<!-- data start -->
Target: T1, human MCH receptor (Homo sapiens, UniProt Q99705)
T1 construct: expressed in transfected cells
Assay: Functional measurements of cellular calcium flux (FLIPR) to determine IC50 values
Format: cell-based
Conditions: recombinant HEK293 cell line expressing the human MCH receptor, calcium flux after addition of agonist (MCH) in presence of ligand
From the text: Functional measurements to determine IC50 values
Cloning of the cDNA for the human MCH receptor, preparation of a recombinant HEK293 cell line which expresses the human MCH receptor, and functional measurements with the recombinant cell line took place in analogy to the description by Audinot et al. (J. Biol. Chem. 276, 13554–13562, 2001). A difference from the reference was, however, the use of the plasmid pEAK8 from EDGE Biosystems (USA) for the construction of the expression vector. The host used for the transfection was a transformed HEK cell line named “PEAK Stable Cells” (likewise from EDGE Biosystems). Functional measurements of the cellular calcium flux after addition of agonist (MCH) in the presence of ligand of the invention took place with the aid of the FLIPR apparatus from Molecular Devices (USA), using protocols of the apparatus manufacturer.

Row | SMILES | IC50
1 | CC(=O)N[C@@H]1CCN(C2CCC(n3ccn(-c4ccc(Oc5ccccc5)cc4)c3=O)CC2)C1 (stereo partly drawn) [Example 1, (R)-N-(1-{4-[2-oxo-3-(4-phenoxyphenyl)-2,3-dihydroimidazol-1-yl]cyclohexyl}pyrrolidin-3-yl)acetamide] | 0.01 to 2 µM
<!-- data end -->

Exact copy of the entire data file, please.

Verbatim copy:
Target: T1, human MCH receptor (Homo sapiens, UniProt Q99705)
T1 construct: expressed in transfected cells
Assay: Functional measurements of cellular calcium flux (FLIPR) to determine IC50 values
Format: cell-based
Conditions: recombinant HEK293 cell line expressing the human MCH receptor, calcium flux after addition of agonist (MCH) in presence of ligand
From the text: Functional measurements to determine IC50 values
Cloning of the cDNA for the human MCH receptor, preparation of a recombinant HEK293 cell line which expresses the human MCH receptor, and functional measurements with the recombinant cell line took place in analogy to the description by Audinot et al. (J. Biol. Chem. 276, 13554–13562, 2001). A difference from the reference was, however, the use of the plasmid pEAK8 from EDGE Biosystems (USA) for the construction of the expression vector. The host used for the transfection was a transformed HEK cell line named “PEAK Stable Cells” (likewise from EDGE Biosystems). Functional measurements of the cellular calcium flux after addition of agonist (MCH) in the presence of ligand of the invention took place with the aid of the FLIPR apparatus from Molecular Devices (USA), using protocols of the apparatus manufacturer.

Row | SMILES | IC50
1 | CC(=O)N[C@@H]1CCN(C2CCC(n3ccn(-c4ccc(Oc5ccccc5)cc4)c3=O)CC2)C1 (stereo partly drawn) [Example 1, (R)-N-(1-{4-[2-oxo-3-(4-phenoxyphenyl)-2,3-dihydroimidazol-1-yl]cyclohexyl}pyrrolidin-3-yl)acetamide] | 0.01 to 2 µM